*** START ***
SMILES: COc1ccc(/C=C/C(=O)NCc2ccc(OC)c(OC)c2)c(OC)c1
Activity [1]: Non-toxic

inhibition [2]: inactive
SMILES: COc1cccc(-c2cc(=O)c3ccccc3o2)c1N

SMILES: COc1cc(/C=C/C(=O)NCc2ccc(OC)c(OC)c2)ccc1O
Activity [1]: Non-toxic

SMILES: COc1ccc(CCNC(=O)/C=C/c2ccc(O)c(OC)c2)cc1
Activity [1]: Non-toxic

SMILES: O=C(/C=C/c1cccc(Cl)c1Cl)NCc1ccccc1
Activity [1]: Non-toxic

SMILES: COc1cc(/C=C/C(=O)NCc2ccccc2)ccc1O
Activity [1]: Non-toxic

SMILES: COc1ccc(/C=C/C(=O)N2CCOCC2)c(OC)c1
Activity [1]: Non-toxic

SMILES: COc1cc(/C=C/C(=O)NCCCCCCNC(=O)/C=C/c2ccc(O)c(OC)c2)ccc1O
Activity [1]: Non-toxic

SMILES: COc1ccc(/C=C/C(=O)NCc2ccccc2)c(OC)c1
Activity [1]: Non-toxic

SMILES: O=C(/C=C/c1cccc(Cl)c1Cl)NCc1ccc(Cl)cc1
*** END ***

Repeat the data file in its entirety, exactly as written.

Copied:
SMILES: COc1ccc(/C=C/C(=O)NCc2ccc(OC)c(OC)c2)c(OC)c1
Activity [1]: Non-toxic

inhibition [2]: inactive
SMILES: COc1cccc(-c2cc(=O)c3ccccc3o2)c1N

SMILES: COc1cc(/C=C/C(=O)NCc2ccc(OC)c(OC)c2)ccc1O
Activity [1]: Non-toxic

SMILES: COc1ccc(CCNC(=O)/C=C/c2ccc(O)c(OC)c2)cc1
Activity [1]: Non-toxic

SMILES: O=C(/C=C/c1cccc(Cl)c1Cl)NCc1ccccc1
Activity [1]: Non-toxic

SMILES: COc1cc(/C=C/C(=O)NCc2ccccc2)ccc1O
Activity [1]: Non-toxic

SMILES: COc1ccc(/C=C/C(=O)N2CCOCC2)c(OC)c1
Activity [1]: Non-toxic

SMILES: COc1cc(/C=C/C(=O)NCCCCCCNC(=O)/C=C/c2ccc(O)c(OC)c2)ccc1O
Activity [1]: Non-toxic

SMILES: COc1ccc(/C=C/C(=O)NCc2ccccc2)c(OC)c1
Activity [1]: Non-toxic

SMILES: O=C(/C=C/c1cccc(Cl)c1Cl)NCc1ccc(Cl)cc1